In that same letter, Slavitt confirmed that CMS, on "multiple occasions," had told Mylan that it was misclassifying EpiPen as a generic product for the purpose of the Medicaid Drug Rebate Program, and that it should be classified as a brand-name device.
Under that rebate program, companies that sell generic drugs or products through Medicaid pay a 13 percent rebate to Medicaid. However, companies that sell brand name products pay a rebate rate of at least 23.1 percent, And companies that hike the price of their products above the rate of inflation are required to pay an additional amount in rebate.
Slavitt said that EpiPen, which was purchased by Mylan in 2007, had been misclassified for the rebate program since late 1997, which "has financial consequences for the government" because it reduces the amount of rebates paid on Medicaid sales of the devices.
Slavitt said he could not comment on the total amount of rebates Mylan owes related to "this incorrect misclassification." He did note, however, that Medicaid alone paid a total of $960 million on EpiPen from 2011 to 2015, but that the net spending, after the 13 percent rebate was taken into account, with other factors, was $797 million.
Wyden and Rep. Frank Pallone Jr., D-NJ, said Wednesday that Slavitt's letter "is more evidence that while Mylan irresponsibly raised the price of EpiPen, they were also bilking taxpayers out of millions of dollars."
"We will ensure taxpayers gets their due," the congressmen said.
Slavitt's letter had said that while CMS notified drug makers about the correct classification of their products, "it is the manufacturer's responsibility to report accurate product and pricing data to the Medicaid Drug Rebate Program." Manufacturers can be fined up to $100,000 per item of false information they submit under the rebate agreement, he said.
Grassley on Thursday noted that "CMS says it warned Mylan about misclassifying the EpiPen under Medicaid but it's unclear what steps it took to challenge the misclassification."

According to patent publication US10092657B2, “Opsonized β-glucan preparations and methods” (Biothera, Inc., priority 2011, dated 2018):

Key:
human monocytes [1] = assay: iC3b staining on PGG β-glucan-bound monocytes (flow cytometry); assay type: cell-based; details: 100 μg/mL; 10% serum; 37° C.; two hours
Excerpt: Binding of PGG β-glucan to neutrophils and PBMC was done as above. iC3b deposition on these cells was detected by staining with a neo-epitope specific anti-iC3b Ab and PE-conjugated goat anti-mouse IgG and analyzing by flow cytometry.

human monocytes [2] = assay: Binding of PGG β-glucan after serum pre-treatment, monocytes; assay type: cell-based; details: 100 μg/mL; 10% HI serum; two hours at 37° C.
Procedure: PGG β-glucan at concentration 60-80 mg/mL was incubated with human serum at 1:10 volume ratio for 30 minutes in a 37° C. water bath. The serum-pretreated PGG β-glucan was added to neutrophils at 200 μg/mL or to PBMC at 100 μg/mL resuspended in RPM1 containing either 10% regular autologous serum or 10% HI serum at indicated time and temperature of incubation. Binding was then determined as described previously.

"The agency has the authority to impose penalties in misclassification cases. If the Obama Administration didn't use the authority in this misclassification case, why not?" Grassley asked.
"The taxpayers depend on enforcement to make sure every dollar is well-spent. I'll continue to work on this for the people of Iowa and taxpayers in general."
In a statement to CNBC on Wednesday in response to Slavitt's letter and the claims by Wyden and Pallone, Mylan reiterated that it was following guidance from the federal government on the classification of EpiPens and it referred to a new government rule that intends to clarify ambiguities in Medicaid rebate law.
"The new process calls for the submission of an application for non-innovator status to be submitted to CMS on or before April 1, 2017," Mylan said. "It would be premature to comment further on this issue until the CMS process has concluded."
Regarding the CMS letter, "Any changes made to the rebate classification in 1997 pre-dated Mylan's acquisition of the product by almost a decade," the company said. "The longstanding written guidance provided by the federal government is consistent with how the product was classified dates back to the 1997 time frame."